Streaming entered Latin America over 10 years ago, similar to when it started here, and the adoption rate has been fast and encouraging. It continues to expand with the improvement of infrastructure and broadband. [People in Latin America] are some of the biggest consumers of content in general and across streaming. Latin America is no different to a lot of other parts of the world; people gravitate to content that reflects their culture, their language and their stories. So that’s why we feel so confident about a Spanish-language streamer that unites Latin culture, even though we’re going to be specific. We’re going to have Mexican shows, we’ll have Colombian content, Spanish content, Argentinian content, Peruvian content.
Our authenticity as the largest Spanish-language media company is a very unique advantage. Specificity is critical, because people can see through it if it’s not there. And when it’s done right it appeals to the core audience that it was made for, but it also resonates with other countries and other nationalities and cultures. The power of Spanish-speaking content has become a real thing and the industry and infrastructure in Latin America have been developing for decades. Streaming can realise the potential of all that and borders are being eliminated because of the internet.
What is the relationship between yourselves and your sister AVoD platform ViX, which launched in March?
Mike [Angus], my colleague who runs ViX, and I are close. The businesses live within the same app and we work hand-in-hand with regard to the overall streaming business of TelevisaUnivision and where we where we want to take it… ViX is the AVoD business and ViX+ the subscription service and they have entirely different content offerings… There are a lot of services out there, but this is the first time that you will have both [AVoD and SVoD] within a single app experience. Not only does it help us with respect to upselling people, but it’s a single brand.
Will the platforms share content?
Our plan [at ViX+] is to have that content live exclusively on ViX+ but what we will do is allow people [on ViX] to sample it; so you watch the pilot episode of a series and you may get hooked and then you have to subscribe.
You’ve worked at streamers for many years. What are some of the key lessons you want to apply to ViX+?
There are a lot of choices for consumers and streaming itself has evolved, despite the fact that it’s in infancy in terms of its growth potential. This is an iterative process to continually improve the product and take data that you’re getting on a daily basis from consumers about what they like, what they love, what they don’t like, what they want to see changed.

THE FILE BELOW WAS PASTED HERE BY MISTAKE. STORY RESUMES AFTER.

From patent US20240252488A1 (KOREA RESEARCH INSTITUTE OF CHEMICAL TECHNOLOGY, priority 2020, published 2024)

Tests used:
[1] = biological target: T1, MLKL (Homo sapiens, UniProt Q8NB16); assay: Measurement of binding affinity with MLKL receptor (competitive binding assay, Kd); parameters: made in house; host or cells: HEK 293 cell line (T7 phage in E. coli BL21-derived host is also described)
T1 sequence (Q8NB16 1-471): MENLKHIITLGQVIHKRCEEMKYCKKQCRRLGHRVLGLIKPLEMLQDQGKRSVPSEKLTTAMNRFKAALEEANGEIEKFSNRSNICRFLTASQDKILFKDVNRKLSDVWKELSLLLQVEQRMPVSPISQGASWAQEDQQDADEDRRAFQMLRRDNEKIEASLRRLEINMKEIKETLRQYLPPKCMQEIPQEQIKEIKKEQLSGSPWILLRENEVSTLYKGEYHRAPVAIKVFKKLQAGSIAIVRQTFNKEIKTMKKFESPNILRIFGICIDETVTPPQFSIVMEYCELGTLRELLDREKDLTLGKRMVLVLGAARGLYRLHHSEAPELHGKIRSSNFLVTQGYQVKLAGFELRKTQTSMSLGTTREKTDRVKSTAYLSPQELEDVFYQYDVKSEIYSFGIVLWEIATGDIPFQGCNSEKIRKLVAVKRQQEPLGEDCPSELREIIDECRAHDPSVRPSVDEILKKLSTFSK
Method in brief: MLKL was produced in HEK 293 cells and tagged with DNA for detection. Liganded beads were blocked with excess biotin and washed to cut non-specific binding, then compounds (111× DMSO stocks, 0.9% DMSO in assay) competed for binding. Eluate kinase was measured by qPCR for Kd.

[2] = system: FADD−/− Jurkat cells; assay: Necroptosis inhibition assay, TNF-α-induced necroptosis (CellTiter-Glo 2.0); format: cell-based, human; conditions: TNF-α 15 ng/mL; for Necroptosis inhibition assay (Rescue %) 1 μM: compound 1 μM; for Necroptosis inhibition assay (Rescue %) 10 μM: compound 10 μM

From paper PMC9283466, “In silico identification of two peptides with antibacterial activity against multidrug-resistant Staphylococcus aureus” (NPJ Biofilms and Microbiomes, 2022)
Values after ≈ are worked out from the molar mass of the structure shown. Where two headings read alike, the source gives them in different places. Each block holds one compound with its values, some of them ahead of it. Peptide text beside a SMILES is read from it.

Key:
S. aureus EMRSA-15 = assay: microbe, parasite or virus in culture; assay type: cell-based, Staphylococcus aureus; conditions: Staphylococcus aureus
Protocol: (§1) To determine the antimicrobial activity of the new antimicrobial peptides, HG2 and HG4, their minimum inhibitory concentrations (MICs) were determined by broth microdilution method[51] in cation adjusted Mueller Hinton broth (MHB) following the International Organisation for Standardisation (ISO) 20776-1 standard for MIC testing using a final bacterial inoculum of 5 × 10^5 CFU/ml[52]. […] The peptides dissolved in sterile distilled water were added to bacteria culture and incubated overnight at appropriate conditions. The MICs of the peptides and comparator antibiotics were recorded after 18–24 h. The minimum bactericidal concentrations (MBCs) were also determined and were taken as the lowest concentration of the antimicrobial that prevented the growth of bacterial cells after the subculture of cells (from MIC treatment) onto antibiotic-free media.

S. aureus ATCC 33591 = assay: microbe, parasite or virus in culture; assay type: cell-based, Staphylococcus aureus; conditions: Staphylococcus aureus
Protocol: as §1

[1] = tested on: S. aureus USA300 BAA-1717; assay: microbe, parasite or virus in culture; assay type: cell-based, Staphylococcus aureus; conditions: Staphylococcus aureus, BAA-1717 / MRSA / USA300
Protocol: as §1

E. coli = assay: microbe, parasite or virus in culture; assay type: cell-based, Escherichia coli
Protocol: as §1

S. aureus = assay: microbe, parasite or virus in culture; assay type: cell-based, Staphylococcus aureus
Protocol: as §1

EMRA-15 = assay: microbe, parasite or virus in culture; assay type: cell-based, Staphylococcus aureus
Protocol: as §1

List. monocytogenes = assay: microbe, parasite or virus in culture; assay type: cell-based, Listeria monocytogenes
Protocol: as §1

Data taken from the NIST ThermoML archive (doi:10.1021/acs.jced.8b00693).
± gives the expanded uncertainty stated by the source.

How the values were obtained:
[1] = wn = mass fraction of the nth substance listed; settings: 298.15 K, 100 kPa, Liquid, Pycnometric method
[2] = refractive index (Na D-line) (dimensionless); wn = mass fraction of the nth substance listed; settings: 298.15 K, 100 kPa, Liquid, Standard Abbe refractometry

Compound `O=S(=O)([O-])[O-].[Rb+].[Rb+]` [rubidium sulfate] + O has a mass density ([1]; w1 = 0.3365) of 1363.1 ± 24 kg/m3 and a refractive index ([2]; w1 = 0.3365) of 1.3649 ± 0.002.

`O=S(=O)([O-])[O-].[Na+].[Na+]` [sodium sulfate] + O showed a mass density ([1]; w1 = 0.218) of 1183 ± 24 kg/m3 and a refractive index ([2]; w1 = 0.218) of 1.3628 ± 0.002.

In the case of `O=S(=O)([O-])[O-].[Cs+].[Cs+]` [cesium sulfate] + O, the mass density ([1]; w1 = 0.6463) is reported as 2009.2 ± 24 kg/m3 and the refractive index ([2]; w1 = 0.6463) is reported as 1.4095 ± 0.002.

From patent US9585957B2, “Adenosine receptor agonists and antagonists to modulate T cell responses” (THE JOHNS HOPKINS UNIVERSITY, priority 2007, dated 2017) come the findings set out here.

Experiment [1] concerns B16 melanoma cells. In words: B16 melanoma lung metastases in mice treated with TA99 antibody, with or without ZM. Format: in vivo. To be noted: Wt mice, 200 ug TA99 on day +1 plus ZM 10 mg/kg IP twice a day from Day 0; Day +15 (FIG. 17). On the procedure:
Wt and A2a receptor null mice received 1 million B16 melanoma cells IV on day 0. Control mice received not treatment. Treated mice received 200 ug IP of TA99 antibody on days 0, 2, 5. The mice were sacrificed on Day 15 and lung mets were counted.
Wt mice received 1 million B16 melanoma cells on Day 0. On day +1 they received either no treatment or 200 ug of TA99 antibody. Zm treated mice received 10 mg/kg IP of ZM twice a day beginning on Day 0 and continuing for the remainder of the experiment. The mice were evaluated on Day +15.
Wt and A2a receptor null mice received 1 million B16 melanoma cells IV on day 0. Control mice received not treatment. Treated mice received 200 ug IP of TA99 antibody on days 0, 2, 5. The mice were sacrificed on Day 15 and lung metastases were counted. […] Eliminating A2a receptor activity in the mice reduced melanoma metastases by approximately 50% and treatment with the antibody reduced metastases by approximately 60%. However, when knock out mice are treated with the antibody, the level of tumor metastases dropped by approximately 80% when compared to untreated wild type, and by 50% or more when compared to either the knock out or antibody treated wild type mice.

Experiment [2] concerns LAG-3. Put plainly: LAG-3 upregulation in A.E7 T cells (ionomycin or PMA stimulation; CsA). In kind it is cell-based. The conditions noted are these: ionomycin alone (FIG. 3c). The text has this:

Great content that resonates always wins. So we have to find those hits by taking enough swings. One of the main reasons I came over was because I analysed the opportunity and the resources that were going to be put behind this venture and believe we have the opportunity to take enough swings to find those incredible hits.
As of today you’re operational in the US, Mexico and Spanish-speaking Latin America excluding Brazil. Where next?
We plan to become a global service. We started with these key markets, the US and Mexico, where [TelevisaUnivision’s] offices are located. Spanish-speaking Latin America makes sense as well out the gate. There are no announced plans but, yes, the plan would be to broaden the service over time.
Do you anticipate issues with password sharing? Netflix just launched its fee trial in five countries in Latin America and the Caribbean.
All streamers have to deal with that and are starting to deal with it to greater or lesser extents, but it’s not a Latin America-specific issue; it is a challenge in general. It’s about having clear guidelines and policies and consumers get used to that.
Is there guidance on subscription targets?
There is guidance internally. We’re not sharing those numbers but suffice to say it’s an aggressive target. We have big ambitions here. We do plan to grow and grow fast, even in 2022.
When will TelevisaUnivision or ViX+ executives discuss subscriber numbers publicly?
We’re talking through that right now. We’re developing the strategy about how to communicate certain progress along the way.